British Air, Iberia’s dysfunctional merger

One of this column’s goals is to point out nuisances in the air travel system and help you avoid them or minimize their negative impact. As I welcome the many readers who have become subscribers since my book, “Decoding Air Travel,” came out, I’d like to tell you about one such nuisance.

As my regular readers are well aware by now, I always know in what booking class a future ticket will be issued. I search for availability in that booking class and choose flights with available seats. That’s why, even if I have to make a reservations with an agent on the phone, I know how much the ticket will cost before I make the call…

Is ‘award’-seat data held by copyright?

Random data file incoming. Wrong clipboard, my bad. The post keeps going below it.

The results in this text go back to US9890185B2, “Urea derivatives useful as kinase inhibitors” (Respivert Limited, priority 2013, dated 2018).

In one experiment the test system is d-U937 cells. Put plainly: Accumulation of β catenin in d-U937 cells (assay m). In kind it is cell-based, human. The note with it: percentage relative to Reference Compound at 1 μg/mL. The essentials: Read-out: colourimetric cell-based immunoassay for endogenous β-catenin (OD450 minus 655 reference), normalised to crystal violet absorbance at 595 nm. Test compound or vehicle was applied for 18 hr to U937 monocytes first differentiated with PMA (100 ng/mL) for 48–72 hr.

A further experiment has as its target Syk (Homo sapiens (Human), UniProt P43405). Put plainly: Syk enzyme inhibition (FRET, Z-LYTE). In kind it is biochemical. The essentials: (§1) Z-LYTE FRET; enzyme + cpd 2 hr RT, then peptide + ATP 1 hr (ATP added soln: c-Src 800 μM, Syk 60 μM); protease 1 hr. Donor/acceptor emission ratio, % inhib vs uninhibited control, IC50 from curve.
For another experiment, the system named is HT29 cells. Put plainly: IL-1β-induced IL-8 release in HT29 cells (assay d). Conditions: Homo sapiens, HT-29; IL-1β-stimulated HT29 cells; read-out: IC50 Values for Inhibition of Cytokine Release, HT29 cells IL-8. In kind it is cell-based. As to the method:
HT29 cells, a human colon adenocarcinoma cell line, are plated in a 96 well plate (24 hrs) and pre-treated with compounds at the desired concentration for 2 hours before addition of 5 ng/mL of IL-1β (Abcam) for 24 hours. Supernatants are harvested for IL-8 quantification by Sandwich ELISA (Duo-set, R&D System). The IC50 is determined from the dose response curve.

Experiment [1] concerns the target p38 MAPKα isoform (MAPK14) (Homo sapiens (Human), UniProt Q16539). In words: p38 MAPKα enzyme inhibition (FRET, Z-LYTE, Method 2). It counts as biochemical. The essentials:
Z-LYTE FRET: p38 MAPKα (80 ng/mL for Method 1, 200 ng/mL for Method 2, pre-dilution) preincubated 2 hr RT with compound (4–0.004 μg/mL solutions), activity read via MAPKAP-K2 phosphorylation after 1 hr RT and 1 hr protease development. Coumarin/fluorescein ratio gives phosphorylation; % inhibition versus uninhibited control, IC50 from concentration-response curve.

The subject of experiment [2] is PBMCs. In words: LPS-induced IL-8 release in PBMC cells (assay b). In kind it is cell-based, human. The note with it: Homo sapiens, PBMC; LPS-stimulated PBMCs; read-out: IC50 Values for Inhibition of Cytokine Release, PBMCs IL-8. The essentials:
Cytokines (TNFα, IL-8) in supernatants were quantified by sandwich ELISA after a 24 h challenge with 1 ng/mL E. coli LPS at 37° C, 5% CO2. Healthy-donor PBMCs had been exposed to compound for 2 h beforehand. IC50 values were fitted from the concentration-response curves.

How public is the publicly available information about the limited seats airlines release for mileage redemption on their flights? Can anyone take that information from an airline without permission and publish it on their own Web site, even with the best of intentions?

A frequent flier from the San Francisco Bay Area tried to do just that last month, but he was forced to shut down his site in less than a week. “Mystified by the inner workings of inventory management” at United Airlines, he created a model that searched and analyzed “award” availability on several routes served by United “on a nightly basis,” he wrote in a March 18 self-promoting post on FlyerTalk.com, one of the largest online travel communities…